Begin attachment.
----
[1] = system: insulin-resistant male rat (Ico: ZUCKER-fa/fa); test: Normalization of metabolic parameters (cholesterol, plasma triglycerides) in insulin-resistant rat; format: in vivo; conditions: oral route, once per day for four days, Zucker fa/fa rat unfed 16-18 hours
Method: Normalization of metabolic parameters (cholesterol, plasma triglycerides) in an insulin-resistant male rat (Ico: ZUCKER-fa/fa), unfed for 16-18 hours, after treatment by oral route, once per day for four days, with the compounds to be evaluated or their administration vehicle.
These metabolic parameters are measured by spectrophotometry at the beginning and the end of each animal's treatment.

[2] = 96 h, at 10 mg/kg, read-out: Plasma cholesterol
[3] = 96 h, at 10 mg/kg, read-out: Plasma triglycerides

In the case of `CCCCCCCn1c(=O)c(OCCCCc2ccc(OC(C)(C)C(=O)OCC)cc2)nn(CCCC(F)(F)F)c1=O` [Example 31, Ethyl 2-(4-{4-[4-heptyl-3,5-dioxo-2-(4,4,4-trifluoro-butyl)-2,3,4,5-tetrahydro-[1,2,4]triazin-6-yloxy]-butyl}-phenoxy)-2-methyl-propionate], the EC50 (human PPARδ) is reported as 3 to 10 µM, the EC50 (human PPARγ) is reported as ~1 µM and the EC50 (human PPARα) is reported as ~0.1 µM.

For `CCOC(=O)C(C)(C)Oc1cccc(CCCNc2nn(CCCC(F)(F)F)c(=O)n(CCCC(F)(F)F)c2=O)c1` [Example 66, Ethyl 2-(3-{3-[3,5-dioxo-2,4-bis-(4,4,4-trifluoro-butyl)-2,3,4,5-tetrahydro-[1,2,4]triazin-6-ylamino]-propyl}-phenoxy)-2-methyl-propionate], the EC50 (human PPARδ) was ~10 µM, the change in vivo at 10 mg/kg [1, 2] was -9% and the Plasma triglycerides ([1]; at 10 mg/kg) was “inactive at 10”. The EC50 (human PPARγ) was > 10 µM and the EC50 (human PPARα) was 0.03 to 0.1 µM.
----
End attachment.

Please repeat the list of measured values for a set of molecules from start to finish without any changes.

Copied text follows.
[1] = system: insulin-resistant male rat (Ico: ZUCKER-fa/fa); test: Normalization of metabolic parameters (cholesterol, plasma triglycerides) in insulin-resistant rat; format: in vivo; conditions: oral route, once per day for four days, Zucker fa/fa rat unfed 16-18 hours
Method: Normalization of metabolic parameters (cholesterol, plasma triglycerides) in an insulin-resistant male rat (Ico: ZUCKER-fa/fa), unfed for 16-18 hours, after treatment by oral route, once per day for four days, with the compounds to be evaluated or their administration vehicle.
These metabolic parameters are measured by spectrophotometry at the beginning and the end of each animal's treatment.

[2] = 96 h, at 10 mg/kg, read-out: Plasma cholesterol
[3] = 96 h, at 10 mg/kg, read-out: Plasma triglycerides

In the case of `CCCCCCCn1c(=O)c(OCCCCc2ccc(OC(C)(C)C(=O)OCC)cc2)nn(CCCC(F)(F)F)c1=O` [Example 31, Ethyl 2-(4-{4-[4-heptyl-3,5-dioxo-2-(4,4,4-trifluoro-butyl)-2,3,4,5-tetrahydro-[1,2,4]triazin-6-yloxy]-butyl}-phenoxy)-2-methyl-propionate], the EC50 (human PPARδ) is reported as 3 to 10 µM, the EC50 (human PPARγ) is reported as ~1 µM and the EC50 (human PPARα) is reported as ~0.1 µM.

For `CCOC(=O)C(C)(C)Oc1cccc(CCCNc2nn(CCCC(F)(F)F)c(=O)n(CCCC(F)(F)F)c2=O)c1` [Example 66, Ethyl 2-(3-{3-[3,5-dioxo-2,4-bis-(4,4,4-trifluoro-butyl)-2,3,4,5-tetrahydro-[1,2,4]triazin-6-ylamino]-propyl}-phenoxy)-2-methyl-propionate], the EC50 (human PPARδ) was ~10 µM, the change in vivo at 10 mg/kg [1, 2] was -9% and the Plasma triglycerides ([1]; at 10 mg/kg) was “inactive at 10”. The EC50 (human PPARγ) was > 10 µM and the EC50 (human PPARα) was 0.03 to 0.1 µM.